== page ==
Justice League is not a comedy, producer Charles Roven reiterates. Following the sudden exit of the film's helmer, Zack Snyder, due to personal tragedy just before reshoots commenced, Warner Bros. tapped in former Marvel filmmaker Joss Whedon (who is also developing Batgirl for DC) to take over and finish the project. We may never know exactly how the division of labor between the two directors went down unless it becomes apparent in the film, but many presumed that the main reason for Whedon's involvement is to bring levity in it.
We often hear talks of tone difference between Marvel and DC movies -- supposedly, the former tends to take a lighter route while the former goes on a darker, grittier path. It's a generalization, that seems to have become people's presumption of the two companies. With Whedon being a key personality in building the Marvel Cinematic Universe, there are some fans who are worried that his contributions to Justice League might be off-brand, especially when it comes to infusing his brand of humor -- one that could be regarded as signature Marvel.
In a report from Newsday, Roven addressed this concern, saying that while Justice League definitely takes a lighter mood compared to other Snyder entries in the DCEU, fans can be assured that it has maintained its intended emotional sensibilities. This backs up early comments from the cast of the film that the project remained faithful to Snyder's original vision for the ensemble flick, meaning that if it comes out lighter compared to his previous films, that means that it is how he intended it to be from the get-go.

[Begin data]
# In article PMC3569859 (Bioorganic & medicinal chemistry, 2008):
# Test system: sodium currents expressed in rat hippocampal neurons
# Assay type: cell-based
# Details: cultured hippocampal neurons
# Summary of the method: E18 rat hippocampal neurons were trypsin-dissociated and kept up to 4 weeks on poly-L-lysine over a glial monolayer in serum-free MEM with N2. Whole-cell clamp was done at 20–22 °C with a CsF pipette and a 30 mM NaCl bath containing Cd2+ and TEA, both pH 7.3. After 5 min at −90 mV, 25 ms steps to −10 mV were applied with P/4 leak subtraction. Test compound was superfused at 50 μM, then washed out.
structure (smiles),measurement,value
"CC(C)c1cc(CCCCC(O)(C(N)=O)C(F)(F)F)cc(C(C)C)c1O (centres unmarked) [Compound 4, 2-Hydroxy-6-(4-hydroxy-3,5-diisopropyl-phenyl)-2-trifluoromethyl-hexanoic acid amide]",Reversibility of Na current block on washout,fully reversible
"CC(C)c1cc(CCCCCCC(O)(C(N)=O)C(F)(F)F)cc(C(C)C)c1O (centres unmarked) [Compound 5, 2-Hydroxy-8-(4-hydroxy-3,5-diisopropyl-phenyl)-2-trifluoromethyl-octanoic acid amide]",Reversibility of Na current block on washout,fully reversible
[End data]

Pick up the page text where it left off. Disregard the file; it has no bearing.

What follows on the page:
"I really don’t know how to break down the scenes that [Joss] wrote with Zack versus the scenes that he wrote later. If you take Man of Steel, Batman V Superman and Justice League as a trilogy — they were all directed by Zack, with the third one having some influence by Joss — I would say this is the lightest of the three. That doesn’t mean it’s a comedy!"
While MCU films have been known to generously incorporate comedic beats on their films even before Whedon stepped in, his work on Avengers established the kind of humor that the superhero franchise continues to use -- drawing most of the laughs from snappy and witty banter among its characters. In reality, this is not really a bad thing, as it all boils down to personal preference, same as it's not a bad thing for DC movies to dabble into some lightheartedness -- especially if that is what it needs for a more effective storytelling.
DC Films has not had an ideal start with Man of Steel, Batman V Superman: Dawn of Justice and Suicide Squad earning divisive reactions from the audience. Wonder Woman was received very well because it was a perfect balance of action, drama, and comedy, illustrating why superhero stories have become so popular in the first place. It is also arguably lighter in tone compared to the others, but no one complained about it because it is a well-made movie, hence, the same thing should also be applied to Justice League. Just because it decides to not take itself too seriously does not mean that it goes against its brand, as long as it is a good time in the cinema, fans should not worry too much about it.
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